Even though I could see that there was a lump of bloody and discolored rotting meat under the bed, I couldn’t tell if it was a body, but I was convinced that it was indeed the meat of the butcher. The difference between meat and a body, as she had put it in the simplest of terms, is that meat can be eaten while a body cannot. Of course, she said, all meat starts off as a body. What changes a body into meat are the hands that handle it.

I flew from the room without listening to the rest of her story.

Still, I now search for her room. In that small furnished room, where the foul stench of rotting meat has turned the air into slimy puss, I will propose marriage to her, and I myself will become a slab of rotting meat that she will absorb into herself. This fantasy gives me a terribly warm and gentle feeling. What’s more, I have noticed that my own flesh is rotting from the inside, little by little. On my breath I can smell an odor so disgusting that it makes even me sick.

Soel and Larg

Author: CLAMP
Japanese Title: おはよう (Ohayō)
Taken From: ソエルとラーグ:モコナ=モドキの冒険
(Soeru to Lāgu: Mokona Modoki no bōken, 2004)

Chapter One: Good Morning

When we opened our eyes, everything was a little fuzzy.

A woman with black hair and a man with black hair were standing just beyond the shimmering in front of our eyes. The man was wearing glasses. What? How did we know those were glasses?

“You two are Mokona Modoki.”

Mokona Modoki.

Modoki? Copies?

“The two of us made you. You are copies of something named Mokona.”

Mokona. What’s that?

“It’s just like you. Maybe a little bigger.”

A little bit bigger. Mokona.

The man wearing glasses said, “Let’s give the both of you names.”
“Yes, let’s do that,” said the woman with long hair.

Names. What will our names be?

“The white one will be White Bean Bun. The black one will be Black Bean Bun. How does that sound?” the woman asked.
“What are you thinking, Yūko?”
“Do you have a problem with my knack for names, Clow?”
“Names have power. Let’s give these two powerful names.”

Power. What is power?

“White Bean Bun and Black Bean Bun have lots of power. They’re awesome names,” the woman said, a little displeased.
“That’s right. They’re awesomely delicious,” the man in glasses laughed.

“How about Soel and Larg?”
“Those names are ancient magical symbols. Not much different from the names I came up with,” the woman said, still a little displeased.
“But they’re good names,” she smiled.
“Well then, let’s name them properly.”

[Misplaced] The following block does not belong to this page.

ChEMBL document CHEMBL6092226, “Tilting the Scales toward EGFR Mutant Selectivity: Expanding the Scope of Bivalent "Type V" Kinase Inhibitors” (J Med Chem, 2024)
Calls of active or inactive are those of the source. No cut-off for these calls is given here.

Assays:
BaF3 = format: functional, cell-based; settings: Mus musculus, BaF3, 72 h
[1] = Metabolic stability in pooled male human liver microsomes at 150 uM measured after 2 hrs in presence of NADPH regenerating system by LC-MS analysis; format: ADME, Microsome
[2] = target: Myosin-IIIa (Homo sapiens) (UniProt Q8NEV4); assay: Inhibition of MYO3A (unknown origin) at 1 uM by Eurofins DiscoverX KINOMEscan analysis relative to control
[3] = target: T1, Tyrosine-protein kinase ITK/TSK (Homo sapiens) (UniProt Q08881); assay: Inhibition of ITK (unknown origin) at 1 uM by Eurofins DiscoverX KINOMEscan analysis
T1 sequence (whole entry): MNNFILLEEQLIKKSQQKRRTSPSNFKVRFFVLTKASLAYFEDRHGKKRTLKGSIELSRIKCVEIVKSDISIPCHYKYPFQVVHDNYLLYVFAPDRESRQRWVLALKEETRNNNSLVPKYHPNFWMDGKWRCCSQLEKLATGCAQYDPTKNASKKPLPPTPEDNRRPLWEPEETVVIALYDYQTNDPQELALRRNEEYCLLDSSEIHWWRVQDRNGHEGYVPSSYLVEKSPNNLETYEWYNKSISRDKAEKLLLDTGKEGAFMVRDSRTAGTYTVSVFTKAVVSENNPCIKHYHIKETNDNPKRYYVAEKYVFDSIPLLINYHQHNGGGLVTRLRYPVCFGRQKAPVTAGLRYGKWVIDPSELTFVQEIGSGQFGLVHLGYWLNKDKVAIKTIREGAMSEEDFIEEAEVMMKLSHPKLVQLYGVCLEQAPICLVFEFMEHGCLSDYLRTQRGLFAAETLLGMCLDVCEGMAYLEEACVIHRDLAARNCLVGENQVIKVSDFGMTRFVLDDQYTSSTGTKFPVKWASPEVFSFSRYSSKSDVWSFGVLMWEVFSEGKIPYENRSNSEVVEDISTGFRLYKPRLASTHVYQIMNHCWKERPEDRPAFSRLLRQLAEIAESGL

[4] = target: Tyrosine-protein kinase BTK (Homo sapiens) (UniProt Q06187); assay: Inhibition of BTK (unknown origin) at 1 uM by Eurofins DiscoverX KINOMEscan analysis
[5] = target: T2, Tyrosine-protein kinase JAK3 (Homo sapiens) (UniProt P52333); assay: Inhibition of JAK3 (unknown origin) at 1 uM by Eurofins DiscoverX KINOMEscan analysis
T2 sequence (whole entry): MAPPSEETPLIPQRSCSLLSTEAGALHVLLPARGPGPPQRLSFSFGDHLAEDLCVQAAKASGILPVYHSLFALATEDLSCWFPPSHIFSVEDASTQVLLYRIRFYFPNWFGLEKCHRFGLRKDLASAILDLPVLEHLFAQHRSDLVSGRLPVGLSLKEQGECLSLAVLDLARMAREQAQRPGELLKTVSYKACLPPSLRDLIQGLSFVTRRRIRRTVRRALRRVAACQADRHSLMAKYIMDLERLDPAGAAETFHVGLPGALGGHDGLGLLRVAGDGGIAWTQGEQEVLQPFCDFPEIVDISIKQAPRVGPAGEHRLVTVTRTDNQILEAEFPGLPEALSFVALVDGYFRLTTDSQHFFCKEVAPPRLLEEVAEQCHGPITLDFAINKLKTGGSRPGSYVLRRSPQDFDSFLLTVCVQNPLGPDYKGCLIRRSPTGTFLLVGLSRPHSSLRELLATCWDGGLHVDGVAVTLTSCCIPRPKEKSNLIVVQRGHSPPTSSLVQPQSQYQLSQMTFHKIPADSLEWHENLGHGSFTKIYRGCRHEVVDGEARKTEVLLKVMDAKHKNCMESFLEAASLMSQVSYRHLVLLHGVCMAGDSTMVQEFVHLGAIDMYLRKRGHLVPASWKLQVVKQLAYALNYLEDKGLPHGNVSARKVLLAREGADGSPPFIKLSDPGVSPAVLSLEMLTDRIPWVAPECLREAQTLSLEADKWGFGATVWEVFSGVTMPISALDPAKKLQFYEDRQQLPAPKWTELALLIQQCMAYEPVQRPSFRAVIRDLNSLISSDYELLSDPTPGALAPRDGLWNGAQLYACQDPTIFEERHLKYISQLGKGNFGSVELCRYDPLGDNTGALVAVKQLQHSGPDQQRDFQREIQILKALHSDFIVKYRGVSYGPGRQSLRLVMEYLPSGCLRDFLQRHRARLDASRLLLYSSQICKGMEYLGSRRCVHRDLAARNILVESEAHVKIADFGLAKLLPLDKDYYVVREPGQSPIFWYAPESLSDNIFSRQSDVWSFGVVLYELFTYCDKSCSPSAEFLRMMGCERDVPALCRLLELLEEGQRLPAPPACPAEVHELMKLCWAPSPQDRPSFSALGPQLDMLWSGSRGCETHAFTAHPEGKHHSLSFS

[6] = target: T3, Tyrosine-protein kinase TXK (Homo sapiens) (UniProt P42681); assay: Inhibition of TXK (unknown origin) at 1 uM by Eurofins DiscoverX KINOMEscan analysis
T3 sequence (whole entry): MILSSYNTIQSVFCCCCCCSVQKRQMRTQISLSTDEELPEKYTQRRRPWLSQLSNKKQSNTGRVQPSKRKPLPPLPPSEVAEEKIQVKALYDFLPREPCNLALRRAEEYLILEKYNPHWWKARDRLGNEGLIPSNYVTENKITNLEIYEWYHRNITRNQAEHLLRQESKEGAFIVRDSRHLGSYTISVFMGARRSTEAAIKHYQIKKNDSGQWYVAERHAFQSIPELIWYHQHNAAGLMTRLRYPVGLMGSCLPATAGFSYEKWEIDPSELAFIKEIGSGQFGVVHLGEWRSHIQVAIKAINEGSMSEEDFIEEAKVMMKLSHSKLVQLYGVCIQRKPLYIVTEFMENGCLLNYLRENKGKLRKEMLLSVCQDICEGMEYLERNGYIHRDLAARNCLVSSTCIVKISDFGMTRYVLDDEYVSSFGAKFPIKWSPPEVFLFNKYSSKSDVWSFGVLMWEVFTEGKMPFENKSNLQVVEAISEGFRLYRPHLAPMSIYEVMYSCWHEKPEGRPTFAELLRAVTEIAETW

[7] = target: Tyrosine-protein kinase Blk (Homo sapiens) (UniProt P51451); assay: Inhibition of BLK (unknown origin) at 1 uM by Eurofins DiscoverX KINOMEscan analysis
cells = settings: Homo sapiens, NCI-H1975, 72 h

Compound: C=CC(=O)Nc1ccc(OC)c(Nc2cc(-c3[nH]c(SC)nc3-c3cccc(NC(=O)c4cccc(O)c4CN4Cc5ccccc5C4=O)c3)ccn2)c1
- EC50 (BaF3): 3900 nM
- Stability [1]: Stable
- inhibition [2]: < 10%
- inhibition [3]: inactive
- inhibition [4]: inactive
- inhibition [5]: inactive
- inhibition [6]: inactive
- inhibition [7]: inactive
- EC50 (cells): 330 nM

“You are Mokona Soel Modoki. You are Mokona Larg Modoki.”

The white one is Soel. The black one is Larg.

“It’s nice to meet you!”

It’s nice to meet you too.


I have translated the first six chapters of this picture book here.

Narrow Road to the Deep North

Author: Matsuo Bashō (松尾 芭蕉)
Japanese Title: おくのほそ道 (Oku no hosomichi)

The moons and suns are passing guests through myriad eras, and even the years that come and go are travelers. Those who float their lives away aboard a boat and those who greet old age while gripping the mouth of a horse travel day in and day out, making the journey their home, and many men in bygone days died on the road. For any number of years I myself have been beckoned by the wind that scatters the clouds, and I think ceaselessly of wandering.

In the fall of last year I returned to my dilapidated hut outside of Edo after rambling along the coast, and I had barely enough time to sweep out the spiders’ old cobwebs before the year drew to an end. As I gazed at the rising mists in the new spring sky, my soul was possessed by a longing to pass through the Shirakawa barrier gate. With the god of travel beckoning to me, I could not put my hands to anything I took up and instead mended the rips in my pants, replaced the strap on my rain hat, and treated my legs with moxa. A burning desire to see the moon over Matsushima took hold of my heart, so I relinquished my house to another man and moved into the villa of my student Sampū. I attached this poem to the pillar of my old hermitage:

kusa no to mo
sumikawaru yo zo
hina no ie

Even this door of grass
Will witness a new family